“Almost all of us have childhood dreams; for example, being
an astronaut, or making movies or video games for a living.
Sadly, most people don’t achieve theirs, and I think that’s a
Really Achieving Your Childhood Dreams (also referred to as “The Last Lecture”) was a lecture given by Carnegie Mellon University computer science professor Randy Pausch on September 18, 2007 that received a large amount of media coverage, and was the base for The Last Lecture, a New York Times best-selling book.
Pausch had been diagnosed with a terminal pancreatic cancer on September 19, 2006. His doctors later told him that he had only three to six months of good health left.
During the lecture, Pausch was upbeat and humorous…
Psychologist Paul Bloom argues that human beings are essentialists — that our beliefs about the history of an object change how we experience it, not simply as an illusion, but as a deep feature of what pleasure (and pain) is.
Professor Paul Bloom teaches a popular Yale University course:
About the Course
What do your dreams mean? Do men and women differ in the nature and intensity of their sexual desires? Can apes learn sign language? Why canâ€™t we tickle ourselves? This course tries to answer these questions and many others, providing a comprehensive overview of the scientific study of thought and behavior. It explores topics such as perception, communication, learning, memory, decision-making, religion, persuasion, love, lust, hunger, art, fiction, and dreams. We will look at how these aspects of the mind develop in children, how they differ across people, how they are wired-up in the brain, and how they break down due to illness and injury. Yale University
About this talk Most of us will do anything to avoid being wrong. But what if we’re wrong about that? “Wrongologist” Kathryn Schulz makes a compelling case for not just admitting but embracing our fallibility.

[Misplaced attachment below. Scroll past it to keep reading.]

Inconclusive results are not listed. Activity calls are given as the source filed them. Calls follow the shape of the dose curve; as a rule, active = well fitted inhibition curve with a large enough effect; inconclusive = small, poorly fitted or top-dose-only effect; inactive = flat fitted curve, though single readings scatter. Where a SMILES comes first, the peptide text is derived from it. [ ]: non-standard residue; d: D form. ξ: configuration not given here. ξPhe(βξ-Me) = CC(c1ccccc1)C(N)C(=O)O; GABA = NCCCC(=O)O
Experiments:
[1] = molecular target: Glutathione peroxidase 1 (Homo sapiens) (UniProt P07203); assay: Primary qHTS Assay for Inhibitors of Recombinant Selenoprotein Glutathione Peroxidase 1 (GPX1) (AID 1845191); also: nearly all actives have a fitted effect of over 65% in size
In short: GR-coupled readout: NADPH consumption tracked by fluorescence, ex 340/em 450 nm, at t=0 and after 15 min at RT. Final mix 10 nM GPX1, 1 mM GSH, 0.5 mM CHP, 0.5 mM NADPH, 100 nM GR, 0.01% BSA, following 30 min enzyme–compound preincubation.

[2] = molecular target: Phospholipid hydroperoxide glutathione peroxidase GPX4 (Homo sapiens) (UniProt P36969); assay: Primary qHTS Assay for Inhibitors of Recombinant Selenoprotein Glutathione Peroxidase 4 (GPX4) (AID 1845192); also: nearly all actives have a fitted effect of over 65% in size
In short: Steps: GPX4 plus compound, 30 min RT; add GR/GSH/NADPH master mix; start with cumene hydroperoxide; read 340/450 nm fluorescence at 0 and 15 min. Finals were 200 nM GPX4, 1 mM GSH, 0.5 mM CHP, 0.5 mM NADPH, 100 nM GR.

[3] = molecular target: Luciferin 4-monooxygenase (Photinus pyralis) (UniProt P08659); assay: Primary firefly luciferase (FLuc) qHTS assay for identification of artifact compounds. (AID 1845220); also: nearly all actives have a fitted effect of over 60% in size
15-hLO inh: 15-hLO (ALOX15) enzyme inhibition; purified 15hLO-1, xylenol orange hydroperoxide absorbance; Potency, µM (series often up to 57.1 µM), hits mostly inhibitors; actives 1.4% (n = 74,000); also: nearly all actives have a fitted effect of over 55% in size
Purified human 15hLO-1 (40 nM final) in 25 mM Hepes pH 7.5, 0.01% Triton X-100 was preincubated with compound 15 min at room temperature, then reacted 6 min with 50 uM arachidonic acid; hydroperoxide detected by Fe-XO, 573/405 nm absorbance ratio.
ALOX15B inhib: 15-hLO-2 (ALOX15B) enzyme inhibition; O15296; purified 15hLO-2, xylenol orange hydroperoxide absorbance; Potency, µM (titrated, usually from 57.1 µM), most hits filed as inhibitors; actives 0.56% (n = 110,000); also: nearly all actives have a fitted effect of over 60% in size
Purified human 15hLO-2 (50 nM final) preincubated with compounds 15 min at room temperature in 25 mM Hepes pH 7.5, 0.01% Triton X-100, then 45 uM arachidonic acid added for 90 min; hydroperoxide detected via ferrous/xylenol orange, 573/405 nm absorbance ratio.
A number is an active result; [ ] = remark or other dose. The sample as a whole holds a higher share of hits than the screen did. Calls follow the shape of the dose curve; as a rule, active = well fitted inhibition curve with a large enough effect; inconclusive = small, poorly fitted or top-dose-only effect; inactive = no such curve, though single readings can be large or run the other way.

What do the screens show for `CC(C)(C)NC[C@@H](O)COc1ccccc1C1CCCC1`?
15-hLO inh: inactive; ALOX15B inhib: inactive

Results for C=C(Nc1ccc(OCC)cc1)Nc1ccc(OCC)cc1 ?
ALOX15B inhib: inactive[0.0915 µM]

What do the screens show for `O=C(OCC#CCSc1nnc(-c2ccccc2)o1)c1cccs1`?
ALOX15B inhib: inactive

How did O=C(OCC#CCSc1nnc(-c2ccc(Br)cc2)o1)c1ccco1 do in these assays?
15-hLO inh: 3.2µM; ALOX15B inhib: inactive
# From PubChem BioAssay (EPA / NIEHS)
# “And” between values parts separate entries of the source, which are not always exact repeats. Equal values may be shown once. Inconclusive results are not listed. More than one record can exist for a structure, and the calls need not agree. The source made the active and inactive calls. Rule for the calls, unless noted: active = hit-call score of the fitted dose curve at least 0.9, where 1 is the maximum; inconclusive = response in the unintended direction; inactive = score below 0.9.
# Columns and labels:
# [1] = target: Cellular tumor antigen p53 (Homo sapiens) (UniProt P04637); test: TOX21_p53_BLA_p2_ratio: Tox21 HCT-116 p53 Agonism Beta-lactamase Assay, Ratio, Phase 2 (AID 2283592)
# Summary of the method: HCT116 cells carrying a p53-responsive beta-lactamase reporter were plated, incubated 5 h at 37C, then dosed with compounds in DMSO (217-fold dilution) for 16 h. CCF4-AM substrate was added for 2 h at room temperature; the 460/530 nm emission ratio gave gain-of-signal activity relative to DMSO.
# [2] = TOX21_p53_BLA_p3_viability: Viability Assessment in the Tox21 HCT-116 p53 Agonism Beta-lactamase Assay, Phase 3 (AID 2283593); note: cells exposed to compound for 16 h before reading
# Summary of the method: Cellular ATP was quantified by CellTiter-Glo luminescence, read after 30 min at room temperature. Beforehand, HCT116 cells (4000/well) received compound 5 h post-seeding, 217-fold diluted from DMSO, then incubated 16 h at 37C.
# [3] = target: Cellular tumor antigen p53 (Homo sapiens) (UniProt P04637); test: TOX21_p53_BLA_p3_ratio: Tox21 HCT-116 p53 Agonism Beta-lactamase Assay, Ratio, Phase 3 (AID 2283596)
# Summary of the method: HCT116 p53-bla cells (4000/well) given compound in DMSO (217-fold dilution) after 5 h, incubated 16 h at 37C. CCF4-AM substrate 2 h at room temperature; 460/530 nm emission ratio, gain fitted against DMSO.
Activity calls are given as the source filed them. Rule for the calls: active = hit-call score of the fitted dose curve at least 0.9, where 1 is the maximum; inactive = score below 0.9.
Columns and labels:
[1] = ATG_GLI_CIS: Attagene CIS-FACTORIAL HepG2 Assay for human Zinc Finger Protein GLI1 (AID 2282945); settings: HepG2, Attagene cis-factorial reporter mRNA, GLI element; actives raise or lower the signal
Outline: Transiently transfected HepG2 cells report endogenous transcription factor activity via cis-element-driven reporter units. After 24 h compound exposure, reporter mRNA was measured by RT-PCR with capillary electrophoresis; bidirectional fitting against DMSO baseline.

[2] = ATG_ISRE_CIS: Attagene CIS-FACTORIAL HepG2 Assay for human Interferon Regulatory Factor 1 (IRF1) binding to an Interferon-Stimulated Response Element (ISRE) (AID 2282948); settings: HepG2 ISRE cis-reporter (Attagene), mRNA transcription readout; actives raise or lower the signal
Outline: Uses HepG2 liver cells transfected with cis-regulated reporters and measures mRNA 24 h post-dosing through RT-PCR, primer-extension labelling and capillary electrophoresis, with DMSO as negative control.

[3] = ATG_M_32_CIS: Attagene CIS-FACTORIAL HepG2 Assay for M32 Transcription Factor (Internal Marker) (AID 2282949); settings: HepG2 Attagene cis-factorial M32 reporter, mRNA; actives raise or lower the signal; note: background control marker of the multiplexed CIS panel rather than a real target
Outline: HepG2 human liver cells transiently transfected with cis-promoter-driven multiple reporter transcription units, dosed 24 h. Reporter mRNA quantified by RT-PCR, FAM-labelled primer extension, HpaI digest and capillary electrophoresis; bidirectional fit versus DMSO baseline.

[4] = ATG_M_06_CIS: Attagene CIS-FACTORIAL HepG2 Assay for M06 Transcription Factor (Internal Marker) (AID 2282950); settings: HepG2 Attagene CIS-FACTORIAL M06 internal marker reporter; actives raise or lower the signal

About Kathryn Schulz Kathryn Schulz is the author of “Being Wrong: Adventures in the Margin of Error,” and writes “The Wrong Stuff,” a Slate series featuring interviews with high-profile people about how they think and…
Robert Alexander Farrar Thurman (born August 3, 1941) is an influential and prolific American Buddhist writer and academic who has authored, edited or translated several books on Tibetan Buddhism. He is the Je Tsongkhapa Professor of Indo-Tibetan Buddhist Studies at Columbia University, holding the first endowed chair in this field of study in the United States. He also is the co-founder and president of the Tibet House New York and is active against the People’s Republic of China’s control of Tibet.
[ Transcript by www.ted.com ]
Thank you. And I feel like this whole evening has been very amazing to me. I feel it’s sort of like the Vimalakirti Sutra, an ancient work from ancient India, in which the Buddha appears at the beginning and a whole bunch of people come to see him from the biggest city in the area, Vaisali, and to bring some sort of jeweled parasols to make offering to him. All the young people, actually, from the city — the old fogeys don’t come because they’re mad at Buddha, because when he came to their city he accepted — he always accepts the first invitation that comes to him, from whoever it is, and the local geisha, a movie-star sort of person, raced the elders of the city in a chariot and invited him first.
Stuart Brown: (…) So I would encourage you all to engage not in the work-play differential — where you set aside time to play — but where your life becomes infused minute by minute, hour by hour, with body, object, social, fantasy, transformational kinds of play. And I think you’ll have a better and more empowered life. Thank You.